Two Allenhurst residents raised concerns during Tuesday’s Liberty Consolidated Planning Commission meeting about a proposed adult-care home.
The applicant’s outspoken neighbors worried residents could drown should they wander off from the planned facility and fall into a nearby creek. They also said the 3.14-acre property where the home would be located has drainage issues.
Deborah Barnes approached the LCPC to request approval to operate an adult-care home at 392 Dunlevie Road. The property is zoned R-2, meaning it is in a district zoned two-family residential. Barnes has entered into a rental agreement with property owner Roscoe Floyd.
LCPC zoning analyst Joey Patenaude presented Barnes’ request to the planning commission. Patenaude said Barnes would have no more than six residents in the home. Barnes must also pass a fire-marshal inspection and be inspected and licensed by the state, pending recommendation for approval by the LCPC and approval by the Allenhurst City Council, Patenaude said.
Allenhurst Mayor Pro Tem Amanda Cox said a previous tenant of the property drowned in the creek near the house. He had been mowing grass when he was pinned under heavy equipment and drowned, Cox recalled. She also said Dunlevie Road has a lot of traffic, and questioned whether the home would be properly secured to prevent residents from wandering down to the creek or into the street.
Allenhurst resident David Sapp said the property had not been well-maintained, and was in the town’s historic district. He said the driveway to the home is narrow and, therefore, there is not much parking. He added that because longleaf pines were removed from the property, the ground gets soggy after rain.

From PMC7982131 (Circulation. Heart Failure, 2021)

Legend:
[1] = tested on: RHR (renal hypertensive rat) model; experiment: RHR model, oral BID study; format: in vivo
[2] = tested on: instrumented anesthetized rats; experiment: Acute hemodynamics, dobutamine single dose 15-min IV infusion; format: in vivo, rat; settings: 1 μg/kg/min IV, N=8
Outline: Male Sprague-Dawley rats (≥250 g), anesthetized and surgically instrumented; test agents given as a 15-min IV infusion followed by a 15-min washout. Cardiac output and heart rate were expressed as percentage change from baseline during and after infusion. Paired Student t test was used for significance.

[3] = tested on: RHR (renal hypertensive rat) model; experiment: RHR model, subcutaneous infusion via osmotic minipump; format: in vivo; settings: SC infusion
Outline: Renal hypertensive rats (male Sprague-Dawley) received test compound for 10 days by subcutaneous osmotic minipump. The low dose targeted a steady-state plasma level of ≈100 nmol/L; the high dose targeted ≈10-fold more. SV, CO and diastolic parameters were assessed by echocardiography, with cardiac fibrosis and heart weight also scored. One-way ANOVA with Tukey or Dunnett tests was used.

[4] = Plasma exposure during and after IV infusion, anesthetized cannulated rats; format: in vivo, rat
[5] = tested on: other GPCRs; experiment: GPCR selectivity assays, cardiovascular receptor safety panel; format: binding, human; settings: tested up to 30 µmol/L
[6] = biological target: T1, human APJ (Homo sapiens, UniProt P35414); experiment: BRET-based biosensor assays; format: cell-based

Planning Commissioner Phil Odom asked Jeff Ricketson, LCPC executive director and planning-commission secretary, if the adult-care home violated any of Allenhurst’s ordinances. Ricketson said it does not.
Barnes said she will properly maintain the property and speak to the owner about fencing. She added that she has been a health-care provider for years and will monitor the residents to ensure their safety.
Staff recommended approval. The commission voted, 6-2, to approve the request. LCPC chairman Jack Shuman and Assistant Vice Chairwoman Lynn Pace voted against the request. The conditional-use request will come before the Allenhurst City Council at 7:30 p.m. March 3.
LCPC Zoning Administrator Gabriele Hartage presented a rezoning petition from Mark and Carolyn Walthour to rezone 3 acres from agricultural residential to multi-family residential within Walthourville. The property is off Hillary Lane, an unpaved road. The couple plan to convert modular school-room units into residential duplexes in the first phase of the project. These buildings will fall under the Georgia Department of Community Affairs regulations, Hartage said. Traditional apartment buildings are proposed for a second phase, she said. Mark Walthour agreed to the LCPC’s special conditions that the second phase of the project will be permitted only after the road is paved.
The planning commission voted to recommend approval for the rezoning petition. The matter will come before the Walthourville City Council at 6 p.m. March 13. The council meets at the Walthourville police department.
In other planning commission business:
• A special-exception request by Donald Klotz to build a freestanding garage at 176 E. First St. was recommended for approval. Patenaude said Klotz is retired and intends to use the garage for his hobbies.
• The LCPC voted to retain its current officers for 2014. Shuman is LCPC chairman, Timothy Byler is vice chairwoman. Ricketson is the planning-commission secretary. Sarah Baker, Alonzo Bryant, Don Emmons, Marshal Kennemer, Odom and Durand Standard are planning commissioners.